Many Indian fans have had bad press and the finger pointed at them for booing Moeen Ali. It has brought to the fore a range of issues and strong emotions.
Firstly, I truly believe the booing of Moeen cannot be and is not religiously directed. The Indian crowd cheer with passion for players such as Mohammed Shami, Zaheer Khan, Irfan Pathan and Mohammad Kaif all of who are Muslim. In the stands supporting India are Muslim Indians and in fact India has one of the highest Muslim populations in the world.
When South Africa were playing India in the Champions Trophy last year, when the stands were full of Indian fans and Bharat Army members, there were no boos whatsoever for Hashim Amla who is of Muslim descent so I think the issue is more of the fact Moeen is playing for England which is a big grey area for British-born Asians rather than of his religion.
A lot of fans were upset with Moeen's recent comments challenging the allegiance of British Indians, suggesting British-born Indians should be supporting England. He also unexpectedly went through the Indian batting order in the Test series so was already under the skin of many Indian fans which probably acted as a catalyst in the booing saga.
However, I would be ignorant to say a minority of fans weren't booing purely because he is of Pakistani descent. This should not be condoned in anyway. The reason would stem from the Indo-Pak rivalry in cricket and politics which is a lot more complex and hostile than most people are aware of, although that is no justification and an individual shouldn't be targeted for where they come from regardless of the extent of the rivalry.
Reasoning aside, cheering and booing is part of all sports - what about when Andy Murray was booed by English fans because he is Scottish? - but it should not turn into personal verbal abuse. Bringing it back to Moeen I feel claiming 'racial booing' is jumping to big conclusions for the thousands of non-racists booing last Sunday.
As you are aware the booing wasn't just at Moeen but at Ravi Bopara too, being British Asians we want them to do well against other nations but some fans felt betrayed and made them aware of it, similar to the South Africans booing Kevin Pietersen in 2009.
Indian fans have booed and given stick to Samit Patel in the past about "eating all the Ladoos" (an Indian sweet dish), and although that was unsettling to him and isn't a nice thing to say, he took it well and played along with the crowd.
I remember the Bharat Army crowd in the past singing the song: If you all love India clap your hands and somebody shouted 'Samit clap your hands' and so he clapped his hands and the crowd was more accepting to him after that. I feel the hostility shown in the stands to the players is due to a feeling of betrayal, although I'm sure every single one of them would play for England if they got the call up.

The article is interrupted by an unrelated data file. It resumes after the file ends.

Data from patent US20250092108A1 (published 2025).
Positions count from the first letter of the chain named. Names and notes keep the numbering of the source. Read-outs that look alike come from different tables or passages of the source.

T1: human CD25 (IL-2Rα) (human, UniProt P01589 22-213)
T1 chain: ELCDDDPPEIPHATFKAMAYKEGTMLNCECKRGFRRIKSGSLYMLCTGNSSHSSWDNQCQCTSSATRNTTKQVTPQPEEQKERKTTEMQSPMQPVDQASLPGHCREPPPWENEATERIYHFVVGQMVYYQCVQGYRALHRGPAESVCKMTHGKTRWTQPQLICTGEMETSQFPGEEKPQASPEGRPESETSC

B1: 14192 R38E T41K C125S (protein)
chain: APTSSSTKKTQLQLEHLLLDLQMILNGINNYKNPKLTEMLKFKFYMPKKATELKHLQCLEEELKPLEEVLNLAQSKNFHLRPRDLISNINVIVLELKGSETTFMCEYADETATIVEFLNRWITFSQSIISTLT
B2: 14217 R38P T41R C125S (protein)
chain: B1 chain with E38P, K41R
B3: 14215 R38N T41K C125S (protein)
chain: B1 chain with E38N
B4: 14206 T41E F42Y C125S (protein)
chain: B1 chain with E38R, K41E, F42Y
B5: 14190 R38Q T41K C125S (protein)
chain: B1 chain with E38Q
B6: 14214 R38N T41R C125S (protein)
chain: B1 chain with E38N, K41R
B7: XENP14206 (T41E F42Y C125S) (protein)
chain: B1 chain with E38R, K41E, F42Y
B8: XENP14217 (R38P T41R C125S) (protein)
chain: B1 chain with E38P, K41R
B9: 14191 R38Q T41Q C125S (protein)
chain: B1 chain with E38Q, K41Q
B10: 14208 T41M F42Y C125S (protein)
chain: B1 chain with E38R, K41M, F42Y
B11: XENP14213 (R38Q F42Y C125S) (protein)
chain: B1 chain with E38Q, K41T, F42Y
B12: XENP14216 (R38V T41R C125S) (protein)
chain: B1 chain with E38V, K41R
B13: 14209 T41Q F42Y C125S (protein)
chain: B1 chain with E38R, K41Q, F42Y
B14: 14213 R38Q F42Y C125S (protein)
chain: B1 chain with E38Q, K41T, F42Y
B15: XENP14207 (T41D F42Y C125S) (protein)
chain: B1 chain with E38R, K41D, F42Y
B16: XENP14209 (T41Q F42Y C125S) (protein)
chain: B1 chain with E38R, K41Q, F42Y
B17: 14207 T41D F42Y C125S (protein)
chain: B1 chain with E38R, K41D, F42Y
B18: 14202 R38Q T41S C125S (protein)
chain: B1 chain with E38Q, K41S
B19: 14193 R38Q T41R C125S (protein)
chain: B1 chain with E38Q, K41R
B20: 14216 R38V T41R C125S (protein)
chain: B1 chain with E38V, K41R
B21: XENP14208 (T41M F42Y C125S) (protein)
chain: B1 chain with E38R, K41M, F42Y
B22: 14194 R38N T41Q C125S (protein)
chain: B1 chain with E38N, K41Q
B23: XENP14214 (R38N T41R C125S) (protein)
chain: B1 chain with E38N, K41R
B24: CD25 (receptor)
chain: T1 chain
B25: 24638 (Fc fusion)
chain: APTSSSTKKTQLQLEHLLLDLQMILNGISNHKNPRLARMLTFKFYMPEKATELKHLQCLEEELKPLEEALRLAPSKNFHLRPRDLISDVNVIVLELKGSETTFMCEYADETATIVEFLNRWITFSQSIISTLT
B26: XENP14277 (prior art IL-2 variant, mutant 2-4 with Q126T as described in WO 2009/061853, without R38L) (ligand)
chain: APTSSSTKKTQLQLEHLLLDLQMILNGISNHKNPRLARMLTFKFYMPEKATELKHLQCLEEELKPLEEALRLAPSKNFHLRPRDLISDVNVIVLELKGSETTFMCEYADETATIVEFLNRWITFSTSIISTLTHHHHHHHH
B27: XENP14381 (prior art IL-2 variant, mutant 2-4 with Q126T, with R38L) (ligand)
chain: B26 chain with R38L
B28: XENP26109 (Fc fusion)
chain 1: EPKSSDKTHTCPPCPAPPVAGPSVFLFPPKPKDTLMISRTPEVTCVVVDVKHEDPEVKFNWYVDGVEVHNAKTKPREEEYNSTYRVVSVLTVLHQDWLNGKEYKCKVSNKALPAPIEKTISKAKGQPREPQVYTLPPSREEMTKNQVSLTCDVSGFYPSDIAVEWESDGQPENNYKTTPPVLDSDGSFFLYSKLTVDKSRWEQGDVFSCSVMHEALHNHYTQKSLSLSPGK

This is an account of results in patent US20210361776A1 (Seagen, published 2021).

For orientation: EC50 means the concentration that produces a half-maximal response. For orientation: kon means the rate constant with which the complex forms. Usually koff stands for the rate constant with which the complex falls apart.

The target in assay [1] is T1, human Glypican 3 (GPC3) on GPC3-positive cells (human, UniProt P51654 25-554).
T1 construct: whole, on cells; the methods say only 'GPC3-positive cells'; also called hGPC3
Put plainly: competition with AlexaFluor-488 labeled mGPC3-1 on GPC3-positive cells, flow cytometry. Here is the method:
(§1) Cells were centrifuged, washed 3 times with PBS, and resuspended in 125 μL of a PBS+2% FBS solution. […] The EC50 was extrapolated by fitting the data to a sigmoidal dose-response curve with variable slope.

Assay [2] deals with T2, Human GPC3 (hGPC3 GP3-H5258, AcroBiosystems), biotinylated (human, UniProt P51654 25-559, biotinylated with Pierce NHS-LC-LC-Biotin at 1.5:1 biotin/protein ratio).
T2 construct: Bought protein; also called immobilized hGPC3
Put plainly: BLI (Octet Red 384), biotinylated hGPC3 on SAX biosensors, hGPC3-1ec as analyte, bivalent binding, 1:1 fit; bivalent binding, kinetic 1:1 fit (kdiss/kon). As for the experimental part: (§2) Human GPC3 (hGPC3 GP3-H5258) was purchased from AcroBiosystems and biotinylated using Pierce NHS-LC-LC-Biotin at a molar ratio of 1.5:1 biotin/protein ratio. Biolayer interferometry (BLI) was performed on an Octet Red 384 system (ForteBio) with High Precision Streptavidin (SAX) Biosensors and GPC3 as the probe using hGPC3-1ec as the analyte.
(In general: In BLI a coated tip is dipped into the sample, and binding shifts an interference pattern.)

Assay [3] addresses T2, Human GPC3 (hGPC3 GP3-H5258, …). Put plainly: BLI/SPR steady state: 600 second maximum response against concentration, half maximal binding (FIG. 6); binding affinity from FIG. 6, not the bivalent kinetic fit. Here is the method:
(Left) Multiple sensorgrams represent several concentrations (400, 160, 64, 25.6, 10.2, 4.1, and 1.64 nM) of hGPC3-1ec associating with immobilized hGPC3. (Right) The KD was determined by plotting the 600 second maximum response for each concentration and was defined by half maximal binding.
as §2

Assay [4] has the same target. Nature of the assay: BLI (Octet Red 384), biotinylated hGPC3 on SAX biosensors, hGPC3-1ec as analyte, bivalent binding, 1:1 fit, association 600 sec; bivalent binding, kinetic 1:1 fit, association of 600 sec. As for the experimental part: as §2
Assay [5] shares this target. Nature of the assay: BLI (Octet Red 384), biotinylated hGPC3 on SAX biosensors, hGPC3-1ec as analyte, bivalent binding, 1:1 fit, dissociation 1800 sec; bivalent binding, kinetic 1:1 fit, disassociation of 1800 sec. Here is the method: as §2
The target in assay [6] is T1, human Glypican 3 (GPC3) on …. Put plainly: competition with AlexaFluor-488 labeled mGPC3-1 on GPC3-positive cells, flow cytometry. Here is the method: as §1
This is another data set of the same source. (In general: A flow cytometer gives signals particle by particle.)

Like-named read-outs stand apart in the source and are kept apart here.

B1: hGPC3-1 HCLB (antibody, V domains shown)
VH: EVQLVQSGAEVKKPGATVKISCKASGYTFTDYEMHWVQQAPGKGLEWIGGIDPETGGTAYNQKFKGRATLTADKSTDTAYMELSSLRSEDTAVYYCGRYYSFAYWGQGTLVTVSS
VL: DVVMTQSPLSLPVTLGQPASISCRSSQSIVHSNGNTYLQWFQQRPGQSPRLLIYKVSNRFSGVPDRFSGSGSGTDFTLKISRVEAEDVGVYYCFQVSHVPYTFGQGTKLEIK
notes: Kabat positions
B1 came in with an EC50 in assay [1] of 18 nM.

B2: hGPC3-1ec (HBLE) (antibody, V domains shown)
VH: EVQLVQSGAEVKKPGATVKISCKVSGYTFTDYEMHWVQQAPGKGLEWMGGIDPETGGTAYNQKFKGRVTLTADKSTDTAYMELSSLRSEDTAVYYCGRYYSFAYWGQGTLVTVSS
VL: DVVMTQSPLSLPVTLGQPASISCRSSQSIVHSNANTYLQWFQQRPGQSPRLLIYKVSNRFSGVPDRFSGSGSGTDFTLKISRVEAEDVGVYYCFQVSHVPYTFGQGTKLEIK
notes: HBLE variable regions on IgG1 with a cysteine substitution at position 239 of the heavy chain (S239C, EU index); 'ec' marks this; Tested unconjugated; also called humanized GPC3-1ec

In regards to recent articles of why British born Indians support India over England, most are actually big England fans in all sports and I myself represent England in Kabaddi as well as run the Bharat Army.
Despite this, the vast majority do not support England in cricket because of the general over-reaction to English success and with the big rivalry between England and India in cricket. Many of us see it as our chance to remember our roots and give something back.
India is a place of rich culture and history and many British-born Indians are proud to show this off. Cricket gives them an opportunity to demonstrate through colour, song and dance in the stands. The cricket is a time we can show some patriotism for our ancestral roots and cheer along with the whole family. Whether you are a British-born Indian who has been to India or not, the average Joe in the street would still classify you as an Indian as that is still your identity at face value.
There are a growing number of British-born Indians supporting England and there is a lot of banter in the stands between the two. I feel with future generations there will be more and more English fans who are of Indian descent.
We are in a generation now where our parents or grandparents were born in India and we are born in England so it is a choice many have to make. Growing up I had the choice of Tendulkar, Dravid and Ganguly or Hussain, Stewart and Caddick: Bharat Army or Barmy Army.
The Bharat Army cannot speak for every single person in the stands last Sunday but some people have pointed the finger at us. The Bharat Army take up half a stand and not all India fans represent the Bharat Army. We are a supporter's organisation that encourages families to join us for a cultured sing and dance in the stands to get behind our team and we have always had a great competitive rivalry with Pakistan and Pakistani fans in the past and we hope to continue this.
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Akshay Loomba is one of the organisers of the Bharat Army in the UK and also represents England in Kabaddi
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